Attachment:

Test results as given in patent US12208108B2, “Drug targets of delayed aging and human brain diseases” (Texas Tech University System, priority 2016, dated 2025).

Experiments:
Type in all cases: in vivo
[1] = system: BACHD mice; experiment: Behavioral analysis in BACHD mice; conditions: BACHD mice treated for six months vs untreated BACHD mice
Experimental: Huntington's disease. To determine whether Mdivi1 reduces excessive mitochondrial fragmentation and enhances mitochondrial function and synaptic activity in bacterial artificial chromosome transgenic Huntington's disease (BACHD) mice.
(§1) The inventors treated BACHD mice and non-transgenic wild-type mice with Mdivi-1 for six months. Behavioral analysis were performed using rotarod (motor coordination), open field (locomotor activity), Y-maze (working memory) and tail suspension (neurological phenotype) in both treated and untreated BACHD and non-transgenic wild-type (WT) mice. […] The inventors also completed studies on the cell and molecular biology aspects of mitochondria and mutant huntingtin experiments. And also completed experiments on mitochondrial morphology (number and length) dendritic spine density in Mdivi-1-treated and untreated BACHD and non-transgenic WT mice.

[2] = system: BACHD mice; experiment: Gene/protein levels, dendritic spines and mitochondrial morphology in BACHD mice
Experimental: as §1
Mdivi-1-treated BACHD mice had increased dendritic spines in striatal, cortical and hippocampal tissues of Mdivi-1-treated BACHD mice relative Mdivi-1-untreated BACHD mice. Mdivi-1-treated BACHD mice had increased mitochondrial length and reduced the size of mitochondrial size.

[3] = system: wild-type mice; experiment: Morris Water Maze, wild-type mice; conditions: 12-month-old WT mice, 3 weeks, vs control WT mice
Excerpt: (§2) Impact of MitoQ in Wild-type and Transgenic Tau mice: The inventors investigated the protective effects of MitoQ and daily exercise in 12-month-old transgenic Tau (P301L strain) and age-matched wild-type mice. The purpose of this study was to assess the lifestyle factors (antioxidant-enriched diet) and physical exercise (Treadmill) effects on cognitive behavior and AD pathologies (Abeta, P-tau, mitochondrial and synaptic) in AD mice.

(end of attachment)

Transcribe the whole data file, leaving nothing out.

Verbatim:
Test results as given in patent US12208108B2, “Drug targets of delayed aging and human brain diseases” (Texas Tech University System, priority 2016, dated 2025).

Experiments:
Type in all cases: in vivo
[1] = system: BACHD mice; experiment: Behavioral analysis in BACHD mice; conditions: BACHD mice treated for six months vs untreated BACHD mice
Experimental: Huntington's disease. To determine whether Mdivi1 reduces excessive mitochondrial fragmentation and enhances mitochondrial function and synaptic activity in bacterial artificial chromosome transgenic Huntington's disease (BACHD) mice.
(§1) The inventors treated BACHD mice and non-transgenic wild-type mice with Mdivi-1 for six months. Behavioral analysis were performed using rotarod (motor coordination), open field (locomotor activity), Y-maze (working memory) and tail suspension (neurological phenotype) in both treated and untreated BACHD and non-transgenic wild-type (WT) mice. […] The inventors also completed studies on the cell and molecular biology aspects of mitochondria and mutant huntingtin experiments. And also completed experiments on mitochondrial morphology (number and length) dendritic spine density in Mdivi-1-treated and untreated BACHD and non-transgenic WT mice.

[2] = system: BACHD mice; experiment: Gene/protein levels, dendritic spines and mitochondrial morphology in BACHD mice
Experimental: as §1
Mdivi-1-treated BACHD mice had increased dendritic spines in striatal, cortical and hippocampal tissues of Mdivi-1-treated BACHD mice relative Mdivi-1-untreated BACHD mice. Mdivi-1-treated BACHD mice had increased mitochondrial length and reduced the size of mitochondrial size.

[3] = system: wild-type mice; experiment: Morris Water Maze, wild-type mice; conditions: 12-month-old WT mice, 3 weeks, vs control WT mice
Excerpt: (§2) Impact of MitoQ in Wild-type and Transgenic Tau mice: The inventors investigated the protective effects of MitoQ and daily exercise in 12-month-old transgenic Tau (P301L strain) and age-matched wild-type mice. The purpose of this study was to assess the lifestyle factors (antioxidant-enriched diet) and physical exercise (Treadmill) effects on cognitive behavior and AD pathologies (Abeta, P-tau, mitochondrial and synaptic) in AD mice.